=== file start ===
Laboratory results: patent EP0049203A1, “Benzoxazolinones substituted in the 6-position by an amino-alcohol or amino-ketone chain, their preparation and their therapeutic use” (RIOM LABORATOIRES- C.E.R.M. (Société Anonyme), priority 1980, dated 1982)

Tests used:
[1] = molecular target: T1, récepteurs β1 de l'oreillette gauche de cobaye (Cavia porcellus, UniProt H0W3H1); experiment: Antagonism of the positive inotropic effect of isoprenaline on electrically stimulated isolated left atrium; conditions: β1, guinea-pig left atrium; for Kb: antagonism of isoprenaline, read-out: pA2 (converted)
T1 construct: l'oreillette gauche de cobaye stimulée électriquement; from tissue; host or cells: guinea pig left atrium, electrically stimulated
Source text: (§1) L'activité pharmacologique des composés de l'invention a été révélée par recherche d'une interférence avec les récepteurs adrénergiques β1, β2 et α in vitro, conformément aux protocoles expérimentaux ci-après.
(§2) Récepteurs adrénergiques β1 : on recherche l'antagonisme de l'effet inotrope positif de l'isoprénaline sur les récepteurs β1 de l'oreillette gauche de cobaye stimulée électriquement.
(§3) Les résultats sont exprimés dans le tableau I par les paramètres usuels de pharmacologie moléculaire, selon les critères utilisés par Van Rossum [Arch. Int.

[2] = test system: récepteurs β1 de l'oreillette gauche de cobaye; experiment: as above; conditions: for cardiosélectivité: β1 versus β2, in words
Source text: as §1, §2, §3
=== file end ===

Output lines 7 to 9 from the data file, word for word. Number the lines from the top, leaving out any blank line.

(§3) Les résultats sont exprimés dans le tableau I par les paramètres usuels de pharmacologie moléculaire, selon les critères utilisés par Van Rossum [Arch. Int.

[2] = test system: récepteurs β1 de l'oreillette gauche de cobaye; experiment: as above; conditions: for cardiosélectivité: β1 versus β2, in words
Source text: as §1, §2, §3